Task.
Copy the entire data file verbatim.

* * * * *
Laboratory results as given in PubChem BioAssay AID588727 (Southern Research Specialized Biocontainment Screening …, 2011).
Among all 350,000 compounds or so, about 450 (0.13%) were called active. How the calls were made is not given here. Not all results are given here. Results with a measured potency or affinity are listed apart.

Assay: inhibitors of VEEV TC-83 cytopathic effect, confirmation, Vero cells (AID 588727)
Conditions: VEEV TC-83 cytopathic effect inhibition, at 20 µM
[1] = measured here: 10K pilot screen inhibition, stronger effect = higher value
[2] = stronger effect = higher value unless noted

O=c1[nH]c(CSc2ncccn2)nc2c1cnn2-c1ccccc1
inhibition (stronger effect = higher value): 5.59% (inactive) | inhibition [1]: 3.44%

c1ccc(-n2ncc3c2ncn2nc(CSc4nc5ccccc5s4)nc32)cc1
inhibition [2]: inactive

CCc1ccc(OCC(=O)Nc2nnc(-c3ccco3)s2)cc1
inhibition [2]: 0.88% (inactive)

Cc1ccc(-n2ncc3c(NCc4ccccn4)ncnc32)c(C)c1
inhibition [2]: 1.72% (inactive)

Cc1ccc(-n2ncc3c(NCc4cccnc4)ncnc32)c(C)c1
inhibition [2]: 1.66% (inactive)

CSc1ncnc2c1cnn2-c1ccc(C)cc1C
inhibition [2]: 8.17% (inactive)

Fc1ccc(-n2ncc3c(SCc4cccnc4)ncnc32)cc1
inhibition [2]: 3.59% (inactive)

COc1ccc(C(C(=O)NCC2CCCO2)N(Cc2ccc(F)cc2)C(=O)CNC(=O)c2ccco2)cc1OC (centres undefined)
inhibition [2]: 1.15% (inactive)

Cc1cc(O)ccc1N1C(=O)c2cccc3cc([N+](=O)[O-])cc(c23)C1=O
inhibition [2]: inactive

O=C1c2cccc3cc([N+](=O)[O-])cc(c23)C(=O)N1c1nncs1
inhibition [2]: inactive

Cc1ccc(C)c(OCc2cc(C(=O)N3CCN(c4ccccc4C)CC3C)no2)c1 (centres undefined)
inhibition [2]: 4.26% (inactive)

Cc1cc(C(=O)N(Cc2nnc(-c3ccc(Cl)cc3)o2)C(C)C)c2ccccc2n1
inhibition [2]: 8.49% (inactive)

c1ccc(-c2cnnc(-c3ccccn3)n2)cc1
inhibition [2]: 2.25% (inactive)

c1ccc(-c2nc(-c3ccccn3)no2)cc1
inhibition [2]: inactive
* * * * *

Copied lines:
Laboratory results as given in PubChem BioAssay AID588727 (Southern Research Specialized Biocontainment Screening …, 2011).
Among all 350,000 compounds or so, about 450 (0.13%) were called active. How the calls were made is not given here. Not all results are given here. Results with a measured potency or affinity are listed apart.

Assay: inhibitors of VEEV TC-83 cytopathic effect, confirmation, Vero cells (AID 588727)
Conditions: VEEV TC-83 cytopathic effect inhibition, at 20 µM
[1] = measured here: 10K pilot screen inhibition, stronger effect = higher value
[2] = stronger effect = higher value unless noted

O=c1[nH]c(CSc2ncccn2)nc2c1cnn2-c1ccccc1
inhibition (stronger effect = higher value): 5.59% (inactive) | inhibition [1]: 3.44%

c1ccc(-n2ncc3c2ncn2nc(CSc4nc5ccccc5s4)nc32)cc1
inhibition [2]: inactive

CCc1ccc(OCC(=O)Nc2nnc(-c3ccco3)s2)cc1
inhibition [2]: 0.88% (inactive)

Cc1ccc(-n2ncc3c(NCc4ccccn4)ncnc32)c(C)c1
inhibition [2]: 1.72% (inactive)

Cc1ccc(-n2ncc3c(NCc4cccnc4)ncnc32)c(C)c1
inhibition [2]: 1.66% (inactive)

CSc1ncnc2c1cnn2-c1ccc(C)cc1C
inhibition [2]: 8.17% (inactive)

Fc1ccc(-n2ncc3c(SCc4cccnc4)ncnc32)cc1
inhibition [2]: 3.59% (inactive)

COc1ccc(C(C(=O)NCC2CCCO2)N(Cc2ccc(F)cc2)C(=O)CNC(=O)c2ccco2)cc1OC (centres undefined)
inhibition [2]: 1.15% (inactive)

Cc1cc(O)ccc1N1C(=O)c2cccc3cc([N+](=O)[O-])cc(c23)C1=O
inhibition [2]: inactive

O=C1c2cccc3cc([N+](=O)[O-])cc(c23)C(=O)N1c1nncs1
inhibition [2]: inactive

Cc1ccc(C)c(OCc2cc(C(=O)N3CCN(c4ccccc4C)CC3C)no2)c1 (centres undefined)
inhibition [2]: 4.26% (inactive)

Cc1cc(C(=O)N(Cc2nnc(-c3ccc(Cl)cc3)o2)C(C)C)c2ccccc2n1
inhibition [2]: 8.49% (inactive)

c1ccc(-c2cnnc(-c3ccccn3)n2)cc1
inhibition [2]: 2.25% (inactive)

c1ccc(-c2nc(-c3ccccn3)no2)cc1
inhibition [2]: inactive